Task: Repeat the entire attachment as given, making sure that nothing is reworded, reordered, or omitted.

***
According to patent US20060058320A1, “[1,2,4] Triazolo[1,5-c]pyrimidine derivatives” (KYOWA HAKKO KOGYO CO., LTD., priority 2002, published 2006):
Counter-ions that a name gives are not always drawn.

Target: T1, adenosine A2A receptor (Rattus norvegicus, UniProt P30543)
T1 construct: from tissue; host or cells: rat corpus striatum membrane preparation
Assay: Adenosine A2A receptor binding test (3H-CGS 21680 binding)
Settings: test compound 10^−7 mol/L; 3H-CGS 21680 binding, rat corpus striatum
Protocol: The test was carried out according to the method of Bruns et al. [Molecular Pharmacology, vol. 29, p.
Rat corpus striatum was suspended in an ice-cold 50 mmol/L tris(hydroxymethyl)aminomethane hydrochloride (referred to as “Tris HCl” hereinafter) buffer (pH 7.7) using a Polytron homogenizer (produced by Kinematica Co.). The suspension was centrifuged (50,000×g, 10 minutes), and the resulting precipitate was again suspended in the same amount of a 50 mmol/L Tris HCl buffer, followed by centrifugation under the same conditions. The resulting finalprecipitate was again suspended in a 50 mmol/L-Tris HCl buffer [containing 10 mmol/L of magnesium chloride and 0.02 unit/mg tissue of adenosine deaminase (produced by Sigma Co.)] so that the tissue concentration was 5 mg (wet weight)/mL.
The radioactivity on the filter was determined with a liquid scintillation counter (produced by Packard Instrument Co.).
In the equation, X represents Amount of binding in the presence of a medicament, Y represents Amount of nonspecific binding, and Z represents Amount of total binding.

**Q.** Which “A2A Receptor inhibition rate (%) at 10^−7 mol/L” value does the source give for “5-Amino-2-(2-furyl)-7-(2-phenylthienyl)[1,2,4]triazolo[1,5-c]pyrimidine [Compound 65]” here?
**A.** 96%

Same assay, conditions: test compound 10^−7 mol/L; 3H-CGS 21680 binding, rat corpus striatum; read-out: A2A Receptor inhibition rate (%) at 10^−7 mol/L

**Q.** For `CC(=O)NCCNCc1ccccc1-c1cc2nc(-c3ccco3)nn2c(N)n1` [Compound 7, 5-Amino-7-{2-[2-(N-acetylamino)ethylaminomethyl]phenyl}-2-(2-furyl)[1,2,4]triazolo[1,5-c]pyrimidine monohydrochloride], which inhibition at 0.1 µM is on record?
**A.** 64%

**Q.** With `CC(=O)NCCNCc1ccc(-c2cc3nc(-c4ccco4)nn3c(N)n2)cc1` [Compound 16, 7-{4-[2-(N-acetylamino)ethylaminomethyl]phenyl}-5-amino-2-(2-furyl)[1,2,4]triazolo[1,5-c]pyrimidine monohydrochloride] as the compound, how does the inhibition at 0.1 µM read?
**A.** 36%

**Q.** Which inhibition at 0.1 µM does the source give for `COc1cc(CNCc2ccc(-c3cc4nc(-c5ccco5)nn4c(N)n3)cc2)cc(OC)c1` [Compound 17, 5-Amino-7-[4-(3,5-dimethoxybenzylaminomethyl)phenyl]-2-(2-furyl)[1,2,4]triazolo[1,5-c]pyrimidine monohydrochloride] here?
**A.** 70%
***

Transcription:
According to patent US20060058320A1, “[1,2,4] Triazolo[1,5-c]pyrimidine derivatives” (KYOWA HAKKO KOGYO CO., LTD., priority 2002, published 2006):
Counter-ions that a name gives are not always drawn.

Target: T1, adenosine A2A receptor (Rattus norvegicus, UniProt P30543)
T1 construct: from tissue; host or cells: rat corpus striatum membrane preparation
Assay: Adenosine A2A receptor binding test (3H-CGS 21680 binding)
Settings: test compound 10^−7 mol/L; 3H-CGS 21680 binding, rat corpus striatum
Protocol: The test was carried out according to the method of Bruns et al. [Molecular Pharmacology, vol. 29, p.
Rat corpus striatum was suspended in an ice-cold 50 mmol/L tris(hydroxymethyl)aminomethane hydrochloride (referred to as “Tris HCl” hereinafter) buffer (pH 7.7) using a Polytron homogenizer (produced by Kinematica Co.). The suspension was centrifuged (50,000×g, 10 minutes), and the resulting precipitate was again suspended in the same amount of a 50 mmol/L Tris HCl buffer, followed by centrifugation under the same conditions. The resulting finalprecipitate was again suspended in a 50 mmol/L-Tris HCl buffer [containing 10 mmol/L of magnesium chloride and 0.02 unit/mg tissue of adenosine deaminase (produced by Sigma Co.)] so that the tissue concentration was 5 mg (wet weight)/mL.
The radioactivity on the filter was determined with a liquid scintillation counter (produced by Packard Instrument Co.).
In the equation, X represents Amount of binding in the presence of a medicament, Y represents Amount of nonspecific binding, and Z represents Amount of total binding.

**Q.** Which “A2A Receptor inhibition rate (%) at 10^−7 mol/L” value does the source give for “5-Amino-2-(2-furyl)-7-(2-phenylthienyl)[1,2,4]triazolo[1,5-c]pyrimidine [Compound 65]” here?
**A.** 96%

Same assay, conditions: test compound 10^−7 mol/L; 3H-CGS 21680 binding, rat corpus striatum; read-out: A2A Receptor inhibition rate (%) at 10^−7 mol/L

**Q.** For `CC(=O)NCCNCc1ccccc1-c1cc2nc(-c3ccco3)nn2c(N)n1` [Compound 7, 5-Amino-7-{2-[2-(N-acetylamino)ethylaminomethyl]phenyl}-2-(2-furyl)[1,2,4]triazolo[1,5-c]pyrimidine monohydrochloride], which inhibition at 0.1 µM is on record?
**A.** 64%

**Q.** With `CC(=O)NCCNCc1ccc(-c2cc3nc(-c4ccco4)nn3c(N)n2)cc1` [Compound 16, 7-{4-[2-(N-acetylamino)ethylaminomethyl]phenyl}-5-amino-2-(2-furyl)[1,2,4]triazolo[1,5-c]pyrimidine monohydrochloride] as the compound, how does the inhibition at 0.1 µM read?
**A.** 36%

**Q.** Which inhibition at 0.1 µM does the source give for `COc1cc(CNCc2ccc(-c3cc4nc(-c5ccco5)nn4c(N)n3)cc2)cc(OC)c1` [Compound 17, 5-Amino-7-[4-(3,5-dimethoxybenzylaminomethyl)phenyl]-2-(2-furyl)[1,2,4]triazolo[1,5-c]pyrimidine monohydrochloride] here?
**A.** 70%